Mar 11, 2012

Coagulation, flocculation & settling

Coagulation Process
in water treatment process Coagulation is the process that involves the addition of chemical coagulant(s) to reduce the repulsion forces between particles or the neutralization of the charges on the particles. Traditionally, metal salts such as aluminum sulfate or alum, ferric sulfate, ferric chloride, and ferrous sulfate have been utilized as coagulants. In recent years, polymers have been used in conjunction with, or in lieu of, metal salts to enhance the coagulation process.

When a metal salt is added to water that has sufficient alkalinity, it will hydrolyze into complex metal hydroxides of the form Meq(OH)p (Me = metallic ion). The actual hydroxide formed depends on the pH of water and the coagulant dosage. for aluminum hydroxide. 

The dosage of metal salts used in coagulation is usually slightly in excess of the amount required for reduction of the zeta potential. The excess metal salts hydrolyze into hydroxides which are extremely insoluble in water. As the hydroxide precipitate forms (Al(OH)3(s), Fe(OH)3(s), and accumulates, small colloidal particles are
entrapped or enmeshed in the sticky flocs settle. This process by which colloids are swept from suspension is known as sweep coagulation.

Chemical agents for coagulation

The coagulants most widely used for removing turbidity, color, taste, odor, bacteria and surface charge of particles in water treatment are compounds of iron and aluminum and polymers.
Aluminum sulfate, the most commonly used coagulation in water treatment, is most effective between pH ranges of 5 and 7.5. Ferric chloride is effective down to pH 4.5, and ferrous sulfate, effective only above pH 9.5, are sometimes used. Although they generally produce a dense, rapid-settling floc, they can cause color problems if the precipitate is not removed completely.

Alum dosages may range from 5 mg/L to 50 mg/L, depending upon the turbidity and nature of the water. At low turbidity and high dosage, Al(OH)3 is almost certain to form so that the predominant turbidity-removal mechanism is sweep coagulation. At high turbidity and lower dosages, adsorption and charge neutralization will be the predominant mechanism.

Flocculation Process

Flocculation is defined as the aggregation of destabilized particles into larger particles known as flocculent particles or “floc”.  The aggregation of colloidal particles takes place in two separate and distinct phases: (1) the repulsion force between particles must be overcome; this requires that the particles be destabilized; and (2) contact between the destabilized particles must be induced so that aggregation can occur. As mentioned earlier, the destabilization step is achieved by addition of chemicals to modify the electrochemistry properties on the particle surfaces. This coagulation process step is virtually instantaneous, in milliseconds to seconds,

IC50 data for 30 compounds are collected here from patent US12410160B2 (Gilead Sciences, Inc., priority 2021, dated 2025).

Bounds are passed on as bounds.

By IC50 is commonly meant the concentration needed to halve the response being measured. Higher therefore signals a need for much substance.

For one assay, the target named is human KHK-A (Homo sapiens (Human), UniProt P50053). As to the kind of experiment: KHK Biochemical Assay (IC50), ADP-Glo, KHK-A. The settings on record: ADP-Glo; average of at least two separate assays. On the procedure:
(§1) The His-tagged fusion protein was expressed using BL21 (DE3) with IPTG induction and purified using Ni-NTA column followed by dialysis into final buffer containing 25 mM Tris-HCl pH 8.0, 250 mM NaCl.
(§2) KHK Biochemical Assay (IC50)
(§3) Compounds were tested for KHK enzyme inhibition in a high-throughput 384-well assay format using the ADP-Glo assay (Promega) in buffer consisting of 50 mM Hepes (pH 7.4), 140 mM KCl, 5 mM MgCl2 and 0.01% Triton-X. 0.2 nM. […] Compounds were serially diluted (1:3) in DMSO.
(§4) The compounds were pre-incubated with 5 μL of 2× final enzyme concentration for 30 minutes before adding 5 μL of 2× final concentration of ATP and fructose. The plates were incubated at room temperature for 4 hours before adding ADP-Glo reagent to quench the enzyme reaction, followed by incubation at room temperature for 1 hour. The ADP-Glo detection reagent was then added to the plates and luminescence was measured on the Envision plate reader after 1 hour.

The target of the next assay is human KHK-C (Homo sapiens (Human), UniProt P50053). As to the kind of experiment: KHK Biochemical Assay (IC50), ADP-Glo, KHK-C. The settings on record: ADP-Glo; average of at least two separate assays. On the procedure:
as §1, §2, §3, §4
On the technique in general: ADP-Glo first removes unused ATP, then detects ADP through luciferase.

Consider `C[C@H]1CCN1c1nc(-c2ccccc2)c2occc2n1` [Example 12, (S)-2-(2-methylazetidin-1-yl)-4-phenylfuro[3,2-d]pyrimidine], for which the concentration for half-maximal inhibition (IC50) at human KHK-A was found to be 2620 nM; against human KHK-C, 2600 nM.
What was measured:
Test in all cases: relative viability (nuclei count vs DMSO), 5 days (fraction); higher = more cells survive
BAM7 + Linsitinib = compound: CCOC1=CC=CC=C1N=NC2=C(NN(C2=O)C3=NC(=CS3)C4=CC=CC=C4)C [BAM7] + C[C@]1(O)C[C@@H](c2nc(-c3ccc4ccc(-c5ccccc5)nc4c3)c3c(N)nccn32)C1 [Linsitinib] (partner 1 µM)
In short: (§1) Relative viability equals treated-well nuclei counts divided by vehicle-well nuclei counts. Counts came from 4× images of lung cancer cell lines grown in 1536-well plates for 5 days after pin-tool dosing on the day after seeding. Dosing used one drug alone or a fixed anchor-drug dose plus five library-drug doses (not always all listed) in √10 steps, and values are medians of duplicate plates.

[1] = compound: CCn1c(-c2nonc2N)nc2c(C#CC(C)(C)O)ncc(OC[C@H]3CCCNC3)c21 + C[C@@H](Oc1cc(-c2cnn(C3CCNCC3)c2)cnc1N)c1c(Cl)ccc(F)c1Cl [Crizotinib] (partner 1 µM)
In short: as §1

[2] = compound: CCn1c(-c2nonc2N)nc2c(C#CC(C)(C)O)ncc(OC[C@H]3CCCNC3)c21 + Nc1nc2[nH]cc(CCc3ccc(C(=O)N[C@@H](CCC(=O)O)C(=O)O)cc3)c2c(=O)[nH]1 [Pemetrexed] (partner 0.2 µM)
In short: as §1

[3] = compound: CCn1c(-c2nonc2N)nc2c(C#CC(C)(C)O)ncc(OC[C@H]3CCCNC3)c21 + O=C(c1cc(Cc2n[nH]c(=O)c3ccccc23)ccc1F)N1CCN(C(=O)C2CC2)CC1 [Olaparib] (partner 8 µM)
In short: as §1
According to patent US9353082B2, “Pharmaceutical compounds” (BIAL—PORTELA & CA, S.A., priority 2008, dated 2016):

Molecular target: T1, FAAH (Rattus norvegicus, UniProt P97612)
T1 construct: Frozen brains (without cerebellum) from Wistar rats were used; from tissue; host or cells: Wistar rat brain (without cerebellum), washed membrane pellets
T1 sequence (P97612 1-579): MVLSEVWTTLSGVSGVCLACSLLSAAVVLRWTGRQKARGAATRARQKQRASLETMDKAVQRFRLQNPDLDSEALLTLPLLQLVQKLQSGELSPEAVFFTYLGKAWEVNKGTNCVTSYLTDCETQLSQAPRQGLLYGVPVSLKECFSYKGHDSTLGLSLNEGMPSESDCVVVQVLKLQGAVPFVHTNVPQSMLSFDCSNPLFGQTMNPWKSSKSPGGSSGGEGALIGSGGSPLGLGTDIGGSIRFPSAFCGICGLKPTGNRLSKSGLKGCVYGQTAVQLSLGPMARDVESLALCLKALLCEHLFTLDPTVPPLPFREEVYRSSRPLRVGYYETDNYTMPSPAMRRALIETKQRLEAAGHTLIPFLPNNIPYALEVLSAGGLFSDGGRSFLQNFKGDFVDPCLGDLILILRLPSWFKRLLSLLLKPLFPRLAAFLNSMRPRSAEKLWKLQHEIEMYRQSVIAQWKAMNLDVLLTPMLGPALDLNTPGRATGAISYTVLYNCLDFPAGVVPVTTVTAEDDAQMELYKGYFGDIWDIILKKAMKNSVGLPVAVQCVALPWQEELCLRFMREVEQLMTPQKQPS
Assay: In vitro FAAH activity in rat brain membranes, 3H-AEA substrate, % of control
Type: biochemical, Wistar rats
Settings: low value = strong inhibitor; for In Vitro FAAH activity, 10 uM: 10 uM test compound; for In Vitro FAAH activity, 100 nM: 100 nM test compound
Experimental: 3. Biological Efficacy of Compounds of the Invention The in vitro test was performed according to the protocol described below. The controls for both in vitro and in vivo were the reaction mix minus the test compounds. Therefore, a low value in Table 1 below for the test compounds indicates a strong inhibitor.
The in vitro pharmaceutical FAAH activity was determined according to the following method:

following addition of the coagulant in rapid mix tanks. The aggregation step on the other hand, requires more time for development of large flocs, by gentle stirring in the flocculation tanks.

Flocculation Systems

There are two general groups of flocculation units: hydraulic flocculators, and mechanical flocculations. The hydraulic flocculators utilize cross-flow baffles or 180o turns to produce the required turbulence. The main design objective is to achieve gentle, uniform mixing that will not shear the floc. They are only used when flow rate is relatively constant and are rarely used in medium- and large sized water treatment plants. The mechanical flocculators typically used are paddle-wheel mixers, walking beam flocculators, flat-plate turbines, and axial flow propellers or turbines

There are three groups of hydraulic flocculators: baffled channels, hydraulic-jet flocculators, and coarse-media flocculators. Of these, baffled channels are the most commonly used. Hydraulic flocculators generally can produce good floc and often without much short circuiting. The main disadvantages are inflexible mixing and head loss across the basin.

to be continued

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